In December 2010, the government of the Netherlands announced a change in private-sector financial support.



  • 1 harmful
  • 0 neutral
  • 0 liberalising


the letter from the European Commission to the Netherlands - Brussels, C (2009) -

Update on 24 December 2010:
Letter from EC to the Netherlands, EU Official Journal, C(2011):

Inception date: 22 Dec 2009 | Removal date: 22 Dec 2011

Loan guarantee

On 24 December 2010 the Dutch authorities contacted the European Commission regarding their intention to extend the scheme 'Limited amounts of compatible aid (guarantees for working capital) for undertakings active in the primary production of agricultural products'. The scheme will be effective until 31 December 2011.
Bynotification of 5 November 2009, the Dutch authorities notified a temporary aid scheme for granting limited amounts of compatible aid under the Temporary Framework for State aid measures to support access to finance in the current financial and economic crisis."
The Dutch authorities consider that the crisis resulted in severe adverse market conditions in agriculture with market prices dropping in several sub-sectors (in particular dairy, pork, vegetables and flower bulbs, which, together, account for about two thirds of the total Dutch agricultural production) below cost prices.
The aid will be provided in the form of working capital guarantees. The notified measure has a budget of EUR2.81 million. The beneficiaries of the notified scheme will be small and medium-sized undertakings active in the primary production of agricultural products.
The Commission concluded that the measure contains state aid and gave the following assessment:
"The aid at issue is financed out of State resources and benefits certain undertakings. Pursuant to the case law of the Court of Justice, aid to an undertaking is deemed to affect trade between Member States if that undertaking operates in a market open to intra-Union trade. The mere fact that the competitive position of an undertaking is strengthened compared with other competing undertakings, by giving it an economic benefit which it would not otherwise have
received in the normal course of its business, points to a possible distortion of competition. The beneficiaries of the aid at issue operate on a market where intra- Union trade takes place. The aid measure could therefore distort competition and affect trade between Member States and consequently constitutes aid pursuant to Article 107(1) of the TFEU." (par. 26 of the letter from the European Commission to the Netherlands -Brussels, C (2009))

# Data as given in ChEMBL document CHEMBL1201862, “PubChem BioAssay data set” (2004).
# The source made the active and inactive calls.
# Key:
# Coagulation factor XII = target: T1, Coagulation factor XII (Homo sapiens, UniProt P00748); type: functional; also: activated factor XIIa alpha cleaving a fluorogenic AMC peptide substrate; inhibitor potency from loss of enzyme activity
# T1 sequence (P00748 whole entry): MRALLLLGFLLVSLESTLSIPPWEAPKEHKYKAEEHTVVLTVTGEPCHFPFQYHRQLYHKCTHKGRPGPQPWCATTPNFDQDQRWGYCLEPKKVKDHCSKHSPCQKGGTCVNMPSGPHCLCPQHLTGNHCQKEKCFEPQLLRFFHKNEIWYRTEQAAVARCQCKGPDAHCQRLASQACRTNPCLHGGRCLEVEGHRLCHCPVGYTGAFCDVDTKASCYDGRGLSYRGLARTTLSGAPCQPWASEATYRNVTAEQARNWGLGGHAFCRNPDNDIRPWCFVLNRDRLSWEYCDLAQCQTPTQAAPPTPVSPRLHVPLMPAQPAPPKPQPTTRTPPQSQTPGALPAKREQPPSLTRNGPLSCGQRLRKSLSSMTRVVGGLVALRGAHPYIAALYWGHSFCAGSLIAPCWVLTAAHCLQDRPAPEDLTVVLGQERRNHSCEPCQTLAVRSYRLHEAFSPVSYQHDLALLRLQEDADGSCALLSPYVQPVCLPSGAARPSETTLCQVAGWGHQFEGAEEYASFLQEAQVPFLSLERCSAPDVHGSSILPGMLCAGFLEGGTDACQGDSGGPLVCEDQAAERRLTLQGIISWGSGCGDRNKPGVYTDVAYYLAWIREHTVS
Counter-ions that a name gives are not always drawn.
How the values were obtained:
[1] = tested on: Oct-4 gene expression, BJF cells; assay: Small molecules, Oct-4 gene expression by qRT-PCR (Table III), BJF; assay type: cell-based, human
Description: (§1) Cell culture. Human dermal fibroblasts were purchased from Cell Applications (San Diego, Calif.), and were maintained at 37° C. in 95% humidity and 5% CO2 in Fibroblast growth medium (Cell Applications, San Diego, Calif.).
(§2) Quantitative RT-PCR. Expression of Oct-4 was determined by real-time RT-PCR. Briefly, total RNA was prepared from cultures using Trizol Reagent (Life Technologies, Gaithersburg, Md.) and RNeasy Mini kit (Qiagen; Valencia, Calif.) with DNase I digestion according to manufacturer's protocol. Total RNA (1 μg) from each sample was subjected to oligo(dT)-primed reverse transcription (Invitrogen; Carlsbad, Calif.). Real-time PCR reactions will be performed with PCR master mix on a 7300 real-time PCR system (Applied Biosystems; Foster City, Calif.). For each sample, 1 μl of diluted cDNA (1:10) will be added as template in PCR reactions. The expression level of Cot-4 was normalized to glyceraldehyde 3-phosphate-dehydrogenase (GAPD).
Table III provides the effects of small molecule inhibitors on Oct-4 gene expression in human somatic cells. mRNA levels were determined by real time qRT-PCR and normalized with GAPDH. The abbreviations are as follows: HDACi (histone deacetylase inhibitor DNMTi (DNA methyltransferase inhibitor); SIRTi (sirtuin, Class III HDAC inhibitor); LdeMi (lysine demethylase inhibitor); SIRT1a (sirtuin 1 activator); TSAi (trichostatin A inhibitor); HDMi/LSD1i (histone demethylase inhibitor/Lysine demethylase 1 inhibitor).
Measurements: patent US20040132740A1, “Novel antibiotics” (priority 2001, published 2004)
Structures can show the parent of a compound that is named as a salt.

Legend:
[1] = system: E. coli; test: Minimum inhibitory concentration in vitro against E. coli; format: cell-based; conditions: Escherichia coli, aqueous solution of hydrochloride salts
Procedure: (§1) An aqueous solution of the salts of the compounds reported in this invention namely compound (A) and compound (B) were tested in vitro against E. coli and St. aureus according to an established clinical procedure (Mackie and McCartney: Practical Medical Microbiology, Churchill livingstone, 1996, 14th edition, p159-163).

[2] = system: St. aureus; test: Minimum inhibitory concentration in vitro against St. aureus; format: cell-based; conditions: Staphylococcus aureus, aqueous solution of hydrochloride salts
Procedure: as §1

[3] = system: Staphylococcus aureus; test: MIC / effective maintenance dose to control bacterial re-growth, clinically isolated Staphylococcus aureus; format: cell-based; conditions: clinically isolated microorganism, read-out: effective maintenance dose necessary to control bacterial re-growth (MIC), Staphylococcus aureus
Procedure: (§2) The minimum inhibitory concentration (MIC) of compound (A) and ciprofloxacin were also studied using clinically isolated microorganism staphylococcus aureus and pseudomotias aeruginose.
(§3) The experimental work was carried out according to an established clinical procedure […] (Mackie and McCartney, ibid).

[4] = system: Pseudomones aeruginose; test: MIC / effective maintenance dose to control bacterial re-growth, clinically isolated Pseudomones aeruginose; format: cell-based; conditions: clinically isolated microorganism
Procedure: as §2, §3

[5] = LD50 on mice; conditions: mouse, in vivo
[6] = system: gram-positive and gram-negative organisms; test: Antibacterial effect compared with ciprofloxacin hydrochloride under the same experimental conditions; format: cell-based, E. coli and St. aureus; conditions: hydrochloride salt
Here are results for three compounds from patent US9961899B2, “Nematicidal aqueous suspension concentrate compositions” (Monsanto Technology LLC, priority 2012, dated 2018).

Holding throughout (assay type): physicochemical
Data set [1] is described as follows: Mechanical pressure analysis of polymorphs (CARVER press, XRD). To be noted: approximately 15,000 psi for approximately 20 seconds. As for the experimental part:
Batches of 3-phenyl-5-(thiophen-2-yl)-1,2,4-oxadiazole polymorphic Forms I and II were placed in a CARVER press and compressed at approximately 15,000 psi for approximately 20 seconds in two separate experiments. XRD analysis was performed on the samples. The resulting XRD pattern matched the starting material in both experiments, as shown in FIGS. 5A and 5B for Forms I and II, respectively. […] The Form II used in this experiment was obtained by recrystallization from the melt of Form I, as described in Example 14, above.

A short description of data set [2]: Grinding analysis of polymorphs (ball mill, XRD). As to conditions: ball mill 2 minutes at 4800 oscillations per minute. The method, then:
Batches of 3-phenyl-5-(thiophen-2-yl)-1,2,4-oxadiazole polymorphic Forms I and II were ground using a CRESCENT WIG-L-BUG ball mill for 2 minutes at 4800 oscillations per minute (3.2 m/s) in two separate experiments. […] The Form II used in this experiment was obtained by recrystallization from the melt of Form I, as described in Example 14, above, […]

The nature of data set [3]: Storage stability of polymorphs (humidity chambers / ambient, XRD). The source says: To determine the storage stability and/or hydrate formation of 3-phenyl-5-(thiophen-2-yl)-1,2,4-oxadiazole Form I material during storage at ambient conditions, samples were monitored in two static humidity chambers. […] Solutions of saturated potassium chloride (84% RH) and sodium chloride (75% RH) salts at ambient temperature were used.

Article 107(3)(b) TFEU enables the Commission to declare aid compatible with the Common Market if it is "to remedy a serious disturbance in the economy of a Member State." This aid has to be applied restrictively and must tackle a disturbance in the entire economy of the Member State according to the interpretation of the Article 107 (3)(b) by the Court of First Instance.
The Commission referred to its Communication on the financial crisis (Temporary Framework) and concluded that the Measure complies with the conditions laid therein. Therefore, despite the measure constituting State aid pursuant to the Article 107 (1) TFEU, it is compatible with the internal market according to the Article 107 (3)(b) TFEU. The Commission raises no objections against the measure at issue and authorizes it as emergency intervention in the face of the current financial crisis. (par. 27-39 of the letter ).
A state measure in the GTA database is assessed solely in terms of the extent to which its implementation affects the extent of discrimination against foreign commercial interests. On this metric, the state aid proposed here is discriminatory.